Bicycle Network: Good Design Guides
Bike parking in shopping streets
Sometimes there is not enough space on the footpath to provide parking for bikes. In these situations a kerb outstand bike park can offer a solution.
Getting hitched in Smith Street
24 February 2014. You can now hitch your bike in Smith Street, as Yarra City have added another bike corral to their onstreet stable, this time on the busy Fitzroy arterial.
With poles, trees and anything else that can take a D-lock being adorned by the daily turnover of hundreds of bikes in this inner bike environment, it was only a matter of time before traders realised the bike-parking benefits and started to hound council for their own bike corral to help boost trade.
There are a number of other obvious locations along Smith Street which would benefit from a corral.
In front of Woolworths and the Grace Darling Hotel (doubling as a tram passenger platform) and with Smith Street being a highly popular destination in its own right the opportunity for Council to lead the way is there for the taking.
Business stampeding bike corrals
12 December 2013. The US city of Portland has just installed its 100th bike corral—the practice of removing car parking spaces and replacing them with on-street bike parking.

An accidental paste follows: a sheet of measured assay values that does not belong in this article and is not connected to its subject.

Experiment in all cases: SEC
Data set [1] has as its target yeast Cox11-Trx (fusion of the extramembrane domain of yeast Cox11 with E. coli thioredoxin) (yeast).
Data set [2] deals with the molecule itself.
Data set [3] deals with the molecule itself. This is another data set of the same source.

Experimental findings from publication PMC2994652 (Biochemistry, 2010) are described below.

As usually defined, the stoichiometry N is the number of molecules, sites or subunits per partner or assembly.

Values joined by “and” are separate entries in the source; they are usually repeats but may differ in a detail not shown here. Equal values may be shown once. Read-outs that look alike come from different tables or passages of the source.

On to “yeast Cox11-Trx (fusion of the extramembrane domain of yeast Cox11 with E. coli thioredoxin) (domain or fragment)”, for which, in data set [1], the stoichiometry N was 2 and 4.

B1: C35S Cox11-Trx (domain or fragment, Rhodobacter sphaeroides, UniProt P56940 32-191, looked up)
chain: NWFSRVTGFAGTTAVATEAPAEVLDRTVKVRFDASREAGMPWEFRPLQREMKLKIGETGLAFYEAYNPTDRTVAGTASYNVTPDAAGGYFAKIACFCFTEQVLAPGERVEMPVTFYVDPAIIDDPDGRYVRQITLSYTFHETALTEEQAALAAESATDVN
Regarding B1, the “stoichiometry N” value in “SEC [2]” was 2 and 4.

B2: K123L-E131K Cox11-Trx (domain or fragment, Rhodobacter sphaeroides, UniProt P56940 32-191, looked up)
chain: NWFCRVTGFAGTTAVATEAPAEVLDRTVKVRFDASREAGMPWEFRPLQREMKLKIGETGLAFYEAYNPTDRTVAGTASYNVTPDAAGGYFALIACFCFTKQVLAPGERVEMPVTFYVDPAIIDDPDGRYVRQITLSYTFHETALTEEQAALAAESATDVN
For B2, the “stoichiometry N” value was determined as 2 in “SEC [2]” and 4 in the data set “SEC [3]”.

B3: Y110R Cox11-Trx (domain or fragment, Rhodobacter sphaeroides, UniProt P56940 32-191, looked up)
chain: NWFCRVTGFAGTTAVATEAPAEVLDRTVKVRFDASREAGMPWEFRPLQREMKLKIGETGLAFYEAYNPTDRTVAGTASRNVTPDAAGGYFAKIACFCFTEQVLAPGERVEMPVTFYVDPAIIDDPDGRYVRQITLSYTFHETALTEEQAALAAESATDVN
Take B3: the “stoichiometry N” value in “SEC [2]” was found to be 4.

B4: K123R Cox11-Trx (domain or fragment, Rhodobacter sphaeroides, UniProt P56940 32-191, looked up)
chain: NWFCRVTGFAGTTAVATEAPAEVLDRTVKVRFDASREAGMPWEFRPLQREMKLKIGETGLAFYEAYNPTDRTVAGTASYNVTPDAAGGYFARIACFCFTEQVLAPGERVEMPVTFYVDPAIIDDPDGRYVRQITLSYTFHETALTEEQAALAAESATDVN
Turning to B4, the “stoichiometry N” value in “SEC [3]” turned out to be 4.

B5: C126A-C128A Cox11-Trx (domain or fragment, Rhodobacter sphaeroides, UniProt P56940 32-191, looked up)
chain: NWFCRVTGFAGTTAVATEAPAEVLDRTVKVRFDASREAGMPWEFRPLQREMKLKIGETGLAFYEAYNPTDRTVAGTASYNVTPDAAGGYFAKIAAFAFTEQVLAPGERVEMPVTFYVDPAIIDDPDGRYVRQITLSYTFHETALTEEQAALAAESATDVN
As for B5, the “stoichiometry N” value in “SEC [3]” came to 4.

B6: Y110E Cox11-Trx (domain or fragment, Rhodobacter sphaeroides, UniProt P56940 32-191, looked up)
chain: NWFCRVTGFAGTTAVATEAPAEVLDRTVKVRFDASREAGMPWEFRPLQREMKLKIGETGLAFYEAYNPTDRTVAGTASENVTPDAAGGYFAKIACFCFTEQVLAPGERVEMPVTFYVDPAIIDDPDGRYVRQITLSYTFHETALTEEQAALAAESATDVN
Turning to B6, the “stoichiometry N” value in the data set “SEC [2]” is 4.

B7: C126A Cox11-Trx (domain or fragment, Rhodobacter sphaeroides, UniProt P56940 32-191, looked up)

Amazingly, the local city council currently has a waiting list of 98 additional corral installations which have been requested by Portland businesses.
The 100 corrals so far installed have seen the replacement of parking for 163 cars by parking for 1644 bikes.
The figures show why businesses are now queuing up to get car parking removed from in front of their stores: bikes are delivering more customers.
Most cities that have set out to install bike corrals have encountered opposition from businesses that believed they relied on car parking for custom.
In Portland the council decided it would be politic to have a system where corrals would be installed only if they were requested by businesses.
As soon as the results came in from the first few installations, showing an uptick in revenue, the gold rush was on and everyone wanted bike parking outside the store.
Bicycle corrals provide efficient use of the street for bicycle parking in areas wiith high demand. Corrals typically can park 12 to 24 bicycles in the same space as one to two cars.
The council says the long standing partnership encouraging active transportation with local business has strengthened the health and economic vitality of Portland. Corrals provide a 10 to 1 customer to parking space ratio, free up congested sidewalks, and improve visibility at busy intersections for those on foot or behind the wheel.
Most of Portland's bicycle parking is provided in bike racks on the sidewalk. However, in a growing number of commercial areas the high demand for bicycle parking is too much for the sidewalk. In other cases, local businesses simply prefer bicycles in the parking strip rather than autos in order to attract a customer base that is turning more to the bicycles for transportation.